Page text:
This Was Not Her
(Will settle for: an iTunes gift card.)
#3. Eric Devendorf to get this nonsense settled and rejoin his team. According to the ESPN.com article, Devendorf’s suspension for introducing his hand to a female student’s face earlier this year is that he has to complete 40 hours of community service before he can ask to be reinstated as a student by Syracuse University and resume his place on the basketball team. The spring semester on the Syracuse campus starts January 12th and the Orange(men) have a game two days later at Georgetown.
Devendorf has said all the right things in the press since this incident, and he seems genuinely contrite. He probably knows that to sock a female student in the jaw with the heel of your hand for any reason is the move of a black-belt douchebag and I’d speculate he understands the need for punishment. Fine. 40 hours. I say get it done as fast as you can, Eric. Do a Monday-through-Friday, eight hours a day. Better still, do four ten-hour days. By getting it done quickly, you get it over with, and you send a message to your teammates that you really can’t wait to get back on that squad, if they’ll have you. You’re showing them that you want to miss as little game and practice time as possible. That ruling, in point of fact, came down on December 19th, which means that by the end of today you could been DONE with this if you’d have chosen the ten-hour-day option. Whatever schedule you can set – the point is, get it done as fast as you can. You’ll impress your teammates, you’ll fulfill your obligation, you’ll send a message to your coaches, and I bet you’ll return to the Carrier Dome to more cheers than anything. Your team is good, but they’re better with you there. Despite their curious history in the NCAA Tournament, they are a dangerous team this year and I wouldn’t want to be the guy responsible for Syracuse fans wondering how good they could have been.
(Will settle for: Nothing. This one’s not negotiable.)
#2. An end to the objectification of Miss Erin Andrews. That’s right. I’m going to be the champion for Miss Andrews’ cause. I think it’s high time that we recognize the hard work this woman puts into actually being a journalist, interviewing coaches at halftime when they’re more annoyed than anything and don’t want to convey any real information to the viewers. It’s thankless, and I for one want to say a big Thank You to Miss Andrews. And on top of all that, she has to do it while most of the viewers are wondering how snug her shirt is or how high her heels are, probably not even hearing what she’s saying. I can’t even fathom the catcalls she must endure from horny college kids while she’s just trying to do her job. I even hear that some sports blogs actually use any possible reason to post pictures of her on their sites, hoping to generate cheap pageviews. I am appalled! Who, I ask you, WHO would do such a thing?!? Anyway, I think we need to do a better job of showing her how much we love her reporting as well as her…*sigh*…looks. And, I dunno, if Miss Andrews feels like talking about this subject with me, she can use the e-mail link for this site located at right, and perhaps we can discuss it over dinner. Not that I said all that stuff above for that reason, or anything.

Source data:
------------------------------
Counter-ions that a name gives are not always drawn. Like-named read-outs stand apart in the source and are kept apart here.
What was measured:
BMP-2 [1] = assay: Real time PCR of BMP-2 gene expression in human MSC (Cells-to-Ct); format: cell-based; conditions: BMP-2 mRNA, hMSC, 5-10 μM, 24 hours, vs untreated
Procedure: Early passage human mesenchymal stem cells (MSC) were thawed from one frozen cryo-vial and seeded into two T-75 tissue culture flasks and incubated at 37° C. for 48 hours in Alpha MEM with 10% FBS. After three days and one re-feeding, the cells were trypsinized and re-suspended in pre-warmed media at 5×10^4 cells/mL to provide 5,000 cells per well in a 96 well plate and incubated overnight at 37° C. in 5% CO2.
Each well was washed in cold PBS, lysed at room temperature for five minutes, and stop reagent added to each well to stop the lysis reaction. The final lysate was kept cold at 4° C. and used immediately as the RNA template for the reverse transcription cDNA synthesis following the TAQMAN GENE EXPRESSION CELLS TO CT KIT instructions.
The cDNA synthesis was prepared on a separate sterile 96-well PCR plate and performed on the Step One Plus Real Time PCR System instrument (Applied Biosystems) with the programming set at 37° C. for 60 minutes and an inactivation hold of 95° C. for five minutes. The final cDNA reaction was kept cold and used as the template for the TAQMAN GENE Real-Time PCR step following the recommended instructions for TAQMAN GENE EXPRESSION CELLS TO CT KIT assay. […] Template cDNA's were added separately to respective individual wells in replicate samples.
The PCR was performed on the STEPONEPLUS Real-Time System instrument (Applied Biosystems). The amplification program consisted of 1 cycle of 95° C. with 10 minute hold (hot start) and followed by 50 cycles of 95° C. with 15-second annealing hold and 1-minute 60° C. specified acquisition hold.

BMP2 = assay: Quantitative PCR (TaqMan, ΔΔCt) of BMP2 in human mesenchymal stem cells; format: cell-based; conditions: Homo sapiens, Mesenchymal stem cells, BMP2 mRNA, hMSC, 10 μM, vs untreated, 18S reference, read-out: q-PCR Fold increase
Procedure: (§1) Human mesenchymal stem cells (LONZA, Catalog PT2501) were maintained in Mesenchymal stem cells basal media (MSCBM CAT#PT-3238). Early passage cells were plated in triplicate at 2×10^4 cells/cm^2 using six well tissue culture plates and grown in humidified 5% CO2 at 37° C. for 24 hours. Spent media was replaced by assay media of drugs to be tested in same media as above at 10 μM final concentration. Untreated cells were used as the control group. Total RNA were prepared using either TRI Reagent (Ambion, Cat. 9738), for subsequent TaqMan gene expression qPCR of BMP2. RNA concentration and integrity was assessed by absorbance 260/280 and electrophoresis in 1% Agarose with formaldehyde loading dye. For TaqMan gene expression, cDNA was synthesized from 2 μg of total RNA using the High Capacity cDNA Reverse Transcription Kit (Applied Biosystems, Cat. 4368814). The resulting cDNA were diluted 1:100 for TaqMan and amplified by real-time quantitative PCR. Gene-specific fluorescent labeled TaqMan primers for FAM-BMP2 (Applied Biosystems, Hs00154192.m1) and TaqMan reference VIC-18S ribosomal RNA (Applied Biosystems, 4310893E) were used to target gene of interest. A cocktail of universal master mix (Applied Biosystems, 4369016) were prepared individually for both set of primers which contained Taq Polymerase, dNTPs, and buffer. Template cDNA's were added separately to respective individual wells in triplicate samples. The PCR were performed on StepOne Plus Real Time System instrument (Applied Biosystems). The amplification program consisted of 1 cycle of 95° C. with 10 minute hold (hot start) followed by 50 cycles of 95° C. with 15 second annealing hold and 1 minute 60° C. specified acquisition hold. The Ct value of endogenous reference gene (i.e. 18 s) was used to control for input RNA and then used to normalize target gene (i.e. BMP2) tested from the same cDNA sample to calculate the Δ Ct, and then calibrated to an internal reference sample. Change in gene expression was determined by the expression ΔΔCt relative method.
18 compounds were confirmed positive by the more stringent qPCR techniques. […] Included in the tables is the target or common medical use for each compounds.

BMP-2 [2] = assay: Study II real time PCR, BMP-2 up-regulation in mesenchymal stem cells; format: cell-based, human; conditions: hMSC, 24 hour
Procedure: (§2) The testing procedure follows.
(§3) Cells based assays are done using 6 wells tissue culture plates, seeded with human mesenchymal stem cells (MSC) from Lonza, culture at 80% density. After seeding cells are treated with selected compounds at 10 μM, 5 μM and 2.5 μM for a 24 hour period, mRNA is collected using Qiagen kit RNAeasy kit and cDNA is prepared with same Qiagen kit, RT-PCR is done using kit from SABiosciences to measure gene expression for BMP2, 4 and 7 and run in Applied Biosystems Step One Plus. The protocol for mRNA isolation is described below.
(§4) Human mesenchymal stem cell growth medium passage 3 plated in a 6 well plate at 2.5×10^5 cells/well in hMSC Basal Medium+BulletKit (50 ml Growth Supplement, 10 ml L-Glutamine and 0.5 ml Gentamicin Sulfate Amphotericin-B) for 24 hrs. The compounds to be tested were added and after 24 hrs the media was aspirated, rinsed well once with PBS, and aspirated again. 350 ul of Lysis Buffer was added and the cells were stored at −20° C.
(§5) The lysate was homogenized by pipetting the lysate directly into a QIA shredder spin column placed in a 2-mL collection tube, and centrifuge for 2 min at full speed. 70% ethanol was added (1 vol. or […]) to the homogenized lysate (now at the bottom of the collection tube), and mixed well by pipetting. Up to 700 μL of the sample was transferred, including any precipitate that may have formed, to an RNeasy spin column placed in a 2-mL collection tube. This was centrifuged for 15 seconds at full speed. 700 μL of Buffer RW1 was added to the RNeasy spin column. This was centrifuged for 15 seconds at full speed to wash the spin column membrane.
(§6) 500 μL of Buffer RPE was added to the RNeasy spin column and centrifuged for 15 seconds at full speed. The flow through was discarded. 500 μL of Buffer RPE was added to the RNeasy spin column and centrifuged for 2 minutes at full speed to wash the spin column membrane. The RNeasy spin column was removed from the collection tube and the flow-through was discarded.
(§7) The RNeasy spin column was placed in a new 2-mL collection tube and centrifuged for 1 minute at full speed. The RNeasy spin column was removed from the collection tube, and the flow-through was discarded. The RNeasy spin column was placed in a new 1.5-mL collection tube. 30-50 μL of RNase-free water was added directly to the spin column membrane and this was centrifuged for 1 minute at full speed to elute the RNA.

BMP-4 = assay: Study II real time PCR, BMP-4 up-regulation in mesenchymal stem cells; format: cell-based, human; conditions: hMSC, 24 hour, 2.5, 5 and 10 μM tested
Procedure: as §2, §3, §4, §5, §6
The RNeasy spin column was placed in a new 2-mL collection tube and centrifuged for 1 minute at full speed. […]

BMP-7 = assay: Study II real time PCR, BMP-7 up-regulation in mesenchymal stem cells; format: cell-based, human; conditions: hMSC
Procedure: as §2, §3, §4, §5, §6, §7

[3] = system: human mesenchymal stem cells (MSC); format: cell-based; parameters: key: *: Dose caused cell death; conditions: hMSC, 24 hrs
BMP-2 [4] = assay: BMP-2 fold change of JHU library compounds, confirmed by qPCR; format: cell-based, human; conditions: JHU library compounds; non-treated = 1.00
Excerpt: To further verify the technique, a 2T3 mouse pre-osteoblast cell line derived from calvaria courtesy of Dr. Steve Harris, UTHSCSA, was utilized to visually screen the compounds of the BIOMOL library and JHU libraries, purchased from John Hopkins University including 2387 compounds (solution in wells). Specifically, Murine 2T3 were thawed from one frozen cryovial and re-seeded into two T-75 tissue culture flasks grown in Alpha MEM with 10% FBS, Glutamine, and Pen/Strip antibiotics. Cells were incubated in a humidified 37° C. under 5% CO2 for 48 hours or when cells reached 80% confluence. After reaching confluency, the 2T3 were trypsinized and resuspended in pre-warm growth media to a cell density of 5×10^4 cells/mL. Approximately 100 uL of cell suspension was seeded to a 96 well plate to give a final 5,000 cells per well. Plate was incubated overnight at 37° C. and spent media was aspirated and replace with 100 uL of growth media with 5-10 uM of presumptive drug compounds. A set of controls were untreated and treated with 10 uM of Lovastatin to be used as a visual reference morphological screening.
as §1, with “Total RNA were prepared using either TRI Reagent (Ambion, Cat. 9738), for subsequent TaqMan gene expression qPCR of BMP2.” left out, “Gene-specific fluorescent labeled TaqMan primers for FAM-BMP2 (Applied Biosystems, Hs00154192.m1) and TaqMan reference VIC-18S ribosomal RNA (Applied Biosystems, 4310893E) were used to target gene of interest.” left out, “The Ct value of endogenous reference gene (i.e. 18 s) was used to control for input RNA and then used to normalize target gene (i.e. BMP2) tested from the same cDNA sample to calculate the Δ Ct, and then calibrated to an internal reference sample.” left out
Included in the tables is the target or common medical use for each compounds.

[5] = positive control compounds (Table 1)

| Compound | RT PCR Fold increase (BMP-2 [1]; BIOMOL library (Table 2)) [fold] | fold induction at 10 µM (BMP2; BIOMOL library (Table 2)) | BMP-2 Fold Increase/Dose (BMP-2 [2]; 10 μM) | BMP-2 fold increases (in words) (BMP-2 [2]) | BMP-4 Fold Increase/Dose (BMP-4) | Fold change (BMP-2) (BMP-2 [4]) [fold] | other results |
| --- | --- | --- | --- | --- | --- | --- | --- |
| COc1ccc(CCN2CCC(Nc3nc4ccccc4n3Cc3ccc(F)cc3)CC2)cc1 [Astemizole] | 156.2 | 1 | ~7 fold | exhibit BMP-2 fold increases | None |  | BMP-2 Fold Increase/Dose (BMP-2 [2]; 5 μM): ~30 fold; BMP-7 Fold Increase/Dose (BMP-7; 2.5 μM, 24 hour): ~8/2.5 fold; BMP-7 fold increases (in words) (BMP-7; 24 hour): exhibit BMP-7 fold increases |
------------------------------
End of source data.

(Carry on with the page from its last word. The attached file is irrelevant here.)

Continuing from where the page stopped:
I Have No Objectification to this Photo of Ms. Andrews
(Will settle for: Not taking a beating. You see what I’m doing there, right? Remember that kid back in, like, the 8th or 9th grade who was friends with all the girls because he sucked up to them like crazy? You know the guy, he always thought he could parlay that ill-gotten friendship into something else if he wanted (even though the girls knew it would never happen) once he got to high school, and he liked to rub your nose in it a little. I ALWAYS wanted to administer a beating for the ages to that guy. If you see what I’m doing with my above paragraph about Erin, you’ll exempt me from a similar throttling.)
(Will also settle for: ESPN to make some airtime for another Andrews, namely Thea, who I always dug in a major way even though Cold Pizza was an abomination.)
And finally, the number one item on the John Stevens Holiday List for 2008 is: